What Does Your Empowering Slogan Tee Really Stand For?
Your tee says ‘Girl Power’ it says ‘The Future is Female’, or perhaps it reads Girl Boss’ and ‘Women Support Women’. Here in the UK, we’ve come a long way since punk, homemade tees and mile-high statements on barricades. Protest by way of style has become commonplace, but when did your empowering slogan tee begin to lack meaning? The answer lies in fast fashion.
What does that empowering slogan tee really say?
Making a statement? Backing a cause you believe in? Or playing into the hands of throwaway culture? Global brands are quick to use female empowerment when marketing their products. But when they exert relentless pressure to get more products for less money, it’s women workers who pay the price.
There have been multiple cases in recent years of an empowering slogan tee being removed from the market due to claims of malpractice at the garment factories that produced the run. Or, in some cases, of charity tees being copied, reproduced at minimum cost to the brand and sold by fast fashion outlets.
On occasion we’ve heard stories of charity pledges that never resulted in a donation and on plenty of ocassions, seen statement T-shirts with no cause peddled by brands with a reputation for unethical supply chains.
Whistles, The Fawcett Society, Elle Magazine, Comic Relief – these aren’t the brands you’d expect to come under fire. Often issues of garment worker exploitation are masked by the fact that many brands simply don’t know where the raw materials of their products originate from. Supply chains can be long, murky and incredibly untransparent. But this isn’t an excuse for unethical practices.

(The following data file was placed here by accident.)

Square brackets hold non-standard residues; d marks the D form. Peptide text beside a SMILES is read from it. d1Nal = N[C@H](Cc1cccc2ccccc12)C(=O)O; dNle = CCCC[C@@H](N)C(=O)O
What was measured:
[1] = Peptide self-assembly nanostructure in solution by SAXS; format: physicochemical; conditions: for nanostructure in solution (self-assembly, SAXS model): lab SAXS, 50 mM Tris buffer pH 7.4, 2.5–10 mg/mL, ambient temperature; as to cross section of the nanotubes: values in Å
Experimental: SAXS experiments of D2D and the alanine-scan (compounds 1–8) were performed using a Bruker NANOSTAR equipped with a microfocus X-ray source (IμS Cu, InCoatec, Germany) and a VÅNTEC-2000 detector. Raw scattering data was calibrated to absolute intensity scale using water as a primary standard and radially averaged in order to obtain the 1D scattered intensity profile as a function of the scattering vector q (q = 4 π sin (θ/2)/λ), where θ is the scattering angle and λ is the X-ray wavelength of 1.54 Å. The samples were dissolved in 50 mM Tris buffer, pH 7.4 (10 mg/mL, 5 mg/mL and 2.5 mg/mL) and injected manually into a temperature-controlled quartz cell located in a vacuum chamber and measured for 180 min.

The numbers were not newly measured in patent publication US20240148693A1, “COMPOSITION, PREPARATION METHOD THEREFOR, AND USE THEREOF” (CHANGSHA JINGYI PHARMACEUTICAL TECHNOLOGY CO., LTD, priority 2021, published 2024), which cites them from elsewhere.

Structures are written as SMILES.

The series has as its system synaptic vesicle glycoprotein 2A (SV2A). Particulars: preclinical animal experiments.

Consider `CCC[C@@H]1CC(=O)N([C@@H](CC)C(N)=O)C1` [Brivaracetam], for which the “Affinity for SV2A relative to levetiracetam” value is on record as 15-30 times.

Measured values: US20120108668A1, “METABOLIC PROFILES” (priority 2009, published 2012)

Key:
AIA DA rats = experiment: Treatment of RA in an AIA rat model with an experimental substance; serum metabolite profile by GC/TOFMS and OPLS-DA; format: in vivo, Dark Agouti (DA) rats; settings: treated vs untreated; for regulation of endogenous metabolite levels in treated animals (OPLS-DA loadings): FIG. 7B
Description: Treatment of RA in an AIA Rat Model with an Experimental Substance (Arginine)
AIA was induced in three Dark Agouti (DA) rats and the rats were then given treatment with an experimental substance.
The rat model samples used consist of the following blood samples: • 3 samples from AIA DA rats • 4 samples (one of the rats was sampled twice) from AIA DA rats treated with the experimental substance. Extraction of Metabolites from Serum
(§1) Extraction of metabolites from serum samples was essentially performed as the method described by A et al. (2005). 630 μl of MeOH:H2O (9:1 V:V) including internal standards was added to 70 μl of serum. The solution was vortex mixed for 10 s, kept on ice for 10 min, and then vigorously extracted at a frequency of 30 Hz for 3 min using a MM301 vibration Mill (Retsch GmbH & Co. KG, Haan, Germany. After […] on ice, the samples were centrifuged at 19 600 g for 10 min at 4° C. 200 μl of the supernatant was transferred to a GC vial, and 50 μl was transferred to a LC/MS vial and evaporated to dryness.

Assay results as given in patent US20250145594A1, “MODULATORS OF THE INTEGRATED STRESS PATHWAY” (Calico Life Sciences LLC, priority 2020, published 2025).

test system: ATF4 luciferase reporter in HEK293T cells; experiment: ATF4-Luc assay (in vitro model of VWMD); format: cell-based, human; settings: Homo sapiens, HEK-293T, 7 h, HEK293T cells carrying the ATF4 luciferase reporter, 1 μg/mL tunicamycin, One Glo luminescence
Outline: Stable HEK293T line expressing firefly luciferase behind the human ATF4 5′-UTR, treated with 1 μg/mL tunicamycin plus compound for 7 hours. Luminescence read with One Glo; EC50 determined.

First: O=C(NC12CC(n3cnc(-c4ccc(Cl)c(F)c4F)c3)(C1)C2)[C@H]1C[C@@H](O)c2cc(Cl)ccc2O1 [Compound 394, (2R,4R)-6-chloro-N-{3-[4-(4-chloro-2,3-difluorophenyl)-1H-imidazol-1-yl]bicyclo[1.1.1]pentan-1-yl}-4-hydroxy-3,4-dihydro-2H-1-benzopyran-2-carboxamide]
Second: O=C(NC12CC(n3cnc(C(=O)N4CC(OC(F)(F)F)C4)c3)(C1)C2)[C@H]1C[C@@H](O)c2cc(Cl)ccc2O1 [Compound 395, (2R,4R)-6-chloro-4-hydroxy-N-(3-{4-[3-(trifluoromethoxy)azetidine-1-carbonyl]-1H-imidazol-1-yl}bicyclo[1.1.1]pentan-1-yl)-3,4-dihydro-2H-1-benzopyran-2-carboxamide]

A feminist world for garment workers?
It’s estimated that 80% – 90% of the fashion labour market identify as women. ‘We should all be feminists’ is an admirable phrase, but when it’s emblazoned across an empowering slogan tee made from cotton farmed and processed by women who don’t earn a living wage, stitched together by women who work 16 hour days and have no access to worker’s unions, childcare or healthcare and sold on the high street with a mark up of more than 100% the tee itself seems decidedly unfeminist.
Author Andi Zeisler discusses the concept of ‘marketplace feminism’ in her writings – the idea that feminism and women’s advocacy can be derailed and depoliticed when reduced to slogans and tropes.
Beyonce’s Ivy Park line for Topshop has been critiqued as an example of marketplace feminism in action. Rerportedly, female garment workers earned 54 cents per hour when manufacturing the athleisure line.
Sophie Slater wrote for The Guardian that “across the fashion industry in general many workers are paid pennies an hour, and [are] living and sleeping in cramped compounds – no one can deny the level of exploitation that is endured for the sake of leisurewear. So to pin the blame solely on Beyoncé is absurd, and perhaps yet another example of the double standards that women of colour face in the fashion industry.”
Brands that deliver on the dream
We’ve compiled a list of some of our favourite ethical and sustainable brands fighting the good fight and making empowering slogan tees that empower the women who made them.
Labour Behind The Label said in 2014 “the issues of long hours, low pay and the exploitation of women are endemic in the industry. If what you want is a quick turnaround T-shirt that you can sell in your shop then trying to buy one ethically is a more or less an impossible task.”
Consumers are far more empowered than perhaps they might have been in 2014. More technology exists to support awareness of greenwashing, brand research and red flags and certifications to look for. But we still have a long way to go.